As you know, Tuesday was tax day, and in that spirit corporations have been lobbying Congress to renew two corporate tax loopholes -- the "active financing exception" and the "CFC look-through rule" -- that expired on January 1. Citizens for Tax Justice explains how they work here. Long story short: they make it easier for corporations to move money overseas, so we can't tax them -- to the tune of around $8 billion annually. The backers of these loopholes claim that our corporations need them to compete with nations that don't tax their corporations as hard, but that's bunkum for at least two reasons: one, our corporate tax code is already so riddled with holes that other countries aren't much competition, and two, squealing about competition in this manner essentially allows the nation that taxes everyone the lightest to hold the rest of the world hostage. Taxes pay for things, after all -- and if corporations won't pay for roads and bridges and schools and unemployment insurance, then small businesses and actual people will have to pay more. PennPIRG helps you tell Congress not to bring back the corporate loopholes that make it easier for corporations to shift income overseas.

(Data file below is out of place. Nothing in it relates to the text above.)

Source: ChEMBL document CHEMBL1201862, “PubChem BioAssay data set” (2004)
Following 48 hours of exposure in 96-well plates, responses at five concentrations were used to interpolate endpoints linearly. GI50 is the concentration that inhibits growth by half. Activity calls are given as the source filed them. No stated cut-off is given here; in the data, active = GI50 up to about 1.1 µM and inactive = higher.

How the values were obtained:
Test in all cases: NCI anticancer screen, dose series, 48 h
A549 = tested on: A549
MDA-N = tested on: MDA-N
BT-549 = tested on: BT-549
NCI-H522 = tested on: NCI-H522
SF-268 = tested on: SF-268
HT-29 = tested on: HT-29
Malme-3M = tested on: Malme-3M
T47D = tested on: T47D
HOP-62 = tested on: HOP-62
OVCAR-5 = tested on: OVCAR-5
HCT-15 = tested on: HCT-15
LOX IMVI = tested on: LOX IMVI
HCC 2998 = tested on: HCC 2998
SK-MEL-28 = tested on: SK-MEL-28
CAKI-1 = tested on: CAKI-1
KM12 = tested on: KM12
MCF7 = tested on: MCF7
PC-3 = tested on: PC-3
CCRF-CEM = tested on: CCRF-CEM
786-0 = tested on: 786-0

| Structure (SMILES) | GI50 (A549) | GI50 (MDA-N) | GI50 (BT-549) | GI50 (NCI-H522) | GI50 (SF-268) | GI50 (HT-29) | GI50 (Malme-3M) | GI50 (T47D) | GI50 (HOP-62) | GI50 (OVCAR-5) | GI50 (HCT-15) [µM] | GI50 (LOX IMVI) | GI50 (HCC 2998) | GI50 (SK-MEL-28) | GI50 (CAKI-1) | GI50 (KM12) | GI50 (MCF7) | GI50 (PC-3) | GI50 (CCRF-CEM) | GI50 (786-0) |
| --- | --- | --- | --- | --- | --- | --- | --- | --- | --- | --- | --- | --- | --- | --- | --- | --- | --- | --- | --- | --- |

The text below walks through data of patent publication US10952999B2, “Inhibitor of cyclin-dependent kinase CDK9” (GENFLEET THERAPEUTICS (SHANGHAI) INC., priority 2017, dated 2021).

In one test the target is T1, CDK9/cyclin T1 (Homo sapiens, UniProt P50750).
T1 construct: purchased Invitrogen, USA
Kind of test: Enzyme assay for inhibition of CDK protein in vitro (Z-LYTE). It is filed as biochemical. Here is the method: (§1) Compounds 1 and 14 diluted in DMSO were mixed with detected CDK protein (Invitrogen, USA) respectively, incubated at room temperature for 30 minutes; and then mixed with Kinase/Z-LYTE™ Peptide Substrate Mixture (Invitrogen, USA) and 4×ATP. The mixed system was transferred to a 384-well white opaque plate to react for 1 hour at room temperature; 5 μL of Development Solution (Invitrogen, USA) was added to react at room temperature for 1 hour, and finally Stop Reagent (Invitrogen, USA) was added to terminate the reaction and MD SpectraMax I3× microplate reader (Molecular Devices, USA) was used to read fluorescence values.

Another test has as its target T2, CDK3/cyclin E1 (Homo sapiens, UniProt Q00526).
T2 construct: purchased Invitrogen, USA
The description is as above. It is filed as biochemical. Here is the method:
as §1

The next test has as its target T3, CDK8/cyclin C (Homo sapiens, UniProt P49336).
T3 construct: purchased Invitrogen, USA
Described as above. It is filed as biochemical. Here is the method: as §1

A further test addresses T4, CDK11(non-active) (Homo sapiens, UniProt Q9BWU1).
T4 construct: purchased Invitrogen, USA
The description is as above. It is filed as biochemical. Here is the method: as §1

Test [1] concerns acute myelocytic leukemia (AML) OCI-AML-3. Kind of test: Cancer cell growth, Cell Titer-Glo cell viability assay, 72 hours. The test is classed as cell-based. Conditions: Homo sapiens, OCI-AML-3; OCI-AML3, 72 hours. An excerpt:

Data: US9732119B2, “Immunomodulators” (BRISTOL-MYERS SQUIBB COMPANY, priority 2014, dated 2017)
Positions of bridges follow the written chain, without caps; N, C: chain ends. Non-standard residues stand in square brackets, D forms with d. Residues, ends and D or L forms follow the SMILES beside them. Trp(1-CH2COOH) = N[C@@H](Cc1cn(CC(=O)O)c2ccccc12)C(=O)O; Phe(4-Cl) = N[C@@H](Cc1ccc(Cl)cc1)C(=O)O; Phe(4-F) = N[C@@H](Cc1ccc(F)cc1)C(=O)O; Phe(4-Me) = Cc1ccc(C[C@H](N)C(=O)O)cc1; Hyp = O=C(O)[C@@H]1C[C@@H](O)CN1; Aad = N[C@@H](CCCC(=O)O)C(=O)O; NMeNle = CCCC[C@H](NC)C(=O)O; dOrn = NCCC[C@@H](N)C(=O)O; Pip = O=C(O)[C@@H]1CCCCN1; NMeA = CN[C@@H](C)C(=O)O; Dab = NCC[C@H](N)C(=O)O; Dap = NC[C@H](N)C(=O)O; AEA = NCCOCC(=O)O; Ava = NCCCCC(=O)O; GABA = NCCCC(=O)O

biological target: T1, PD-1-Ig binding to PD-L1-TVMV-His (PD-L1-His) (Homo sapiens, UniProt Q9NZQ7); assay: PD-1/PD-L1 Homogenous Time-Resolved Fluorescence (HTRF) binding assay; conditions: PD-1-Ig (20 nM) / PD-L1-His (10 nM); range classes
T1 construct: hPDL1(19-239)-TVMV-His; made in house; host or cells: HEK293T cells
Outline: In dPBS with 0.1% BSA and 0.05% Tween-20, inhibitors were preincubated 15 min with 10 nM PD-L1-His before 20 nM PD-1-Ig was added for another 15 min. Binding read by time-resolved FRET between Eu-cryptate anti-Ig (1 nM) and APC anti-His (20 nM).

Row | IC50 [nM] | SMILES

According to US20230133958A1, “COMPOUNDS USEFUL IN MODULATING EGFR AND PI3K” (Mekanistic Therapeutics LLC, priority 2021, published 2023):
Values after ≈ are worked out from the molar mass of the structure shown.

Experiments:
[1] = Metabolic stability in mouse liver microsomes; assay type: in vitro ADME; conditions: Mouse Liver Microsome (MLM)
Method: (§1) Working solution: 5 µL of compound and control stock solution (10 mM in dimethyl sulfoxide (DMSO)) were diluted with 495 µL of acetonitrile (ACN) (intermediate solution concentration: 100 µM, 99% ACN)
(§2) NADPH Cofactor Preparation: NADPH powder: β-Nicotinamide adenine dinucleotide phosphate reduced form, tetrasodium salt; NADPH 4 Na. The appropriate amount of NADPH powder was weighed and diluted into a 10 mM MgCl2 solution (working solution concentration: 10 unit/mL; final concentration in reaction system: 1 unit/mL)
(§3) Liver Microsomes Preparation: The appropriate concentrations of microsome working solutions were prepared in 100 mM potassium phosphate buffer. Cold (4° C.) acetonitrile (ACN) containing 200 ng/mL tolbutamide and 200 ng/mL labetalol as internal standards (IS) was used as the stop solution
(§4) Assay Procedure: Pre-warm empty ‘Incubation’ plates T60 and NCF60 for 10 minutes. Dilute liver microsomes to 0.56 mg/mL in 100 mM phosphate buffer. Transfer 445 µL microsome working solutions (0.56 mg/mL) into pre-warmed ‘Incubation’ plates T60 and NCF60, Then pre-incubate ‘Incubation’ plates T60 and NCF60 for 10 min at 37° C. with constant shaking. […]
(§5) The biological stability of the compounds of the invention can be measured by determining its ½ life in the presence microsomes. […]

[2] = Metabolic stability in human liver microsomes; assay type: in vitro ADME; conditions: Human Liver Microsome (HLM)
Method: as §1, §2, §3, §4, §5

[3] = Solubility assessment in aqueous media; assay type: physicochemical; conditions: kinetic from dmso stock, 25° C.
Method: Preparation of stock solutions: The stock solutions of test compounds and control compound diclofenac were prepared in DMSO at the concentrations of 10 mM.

Meanwhile, the USDA does not allow genetically-modified ingredients or irradiated ingredients in organic food -- but it does allow ingredients altered by mutagenesis in food earning the USDA organic label. No use arguing that all evolutionary change occurs through mutagenesis -- if you make food by shooting X-rays at a plant and seeing what mutations occur, as with mutagenesis, then your food is not organic. And no use arguing that we can't feed the world without finding new foods with mutagenesis. We don't have problems feeding the world because we can't create thirty-foot carrots, but because our society doesn't grow food to be eaten -- it grows food to be sold. And that thirty-foot carrot still wouldn't be organic. And don't folks who choose to eat organic food have the right to know their food actually is organic? The Organic Consumers Association helps you tell the USDA to reject mutagenesis as an acceptable practice in growing organic food. I'd lay money that few (if any) small organic farmers are experimenting with their products like this -- but that's all the more reason to close a loophole that helps big ag corporations put small farmers out of business.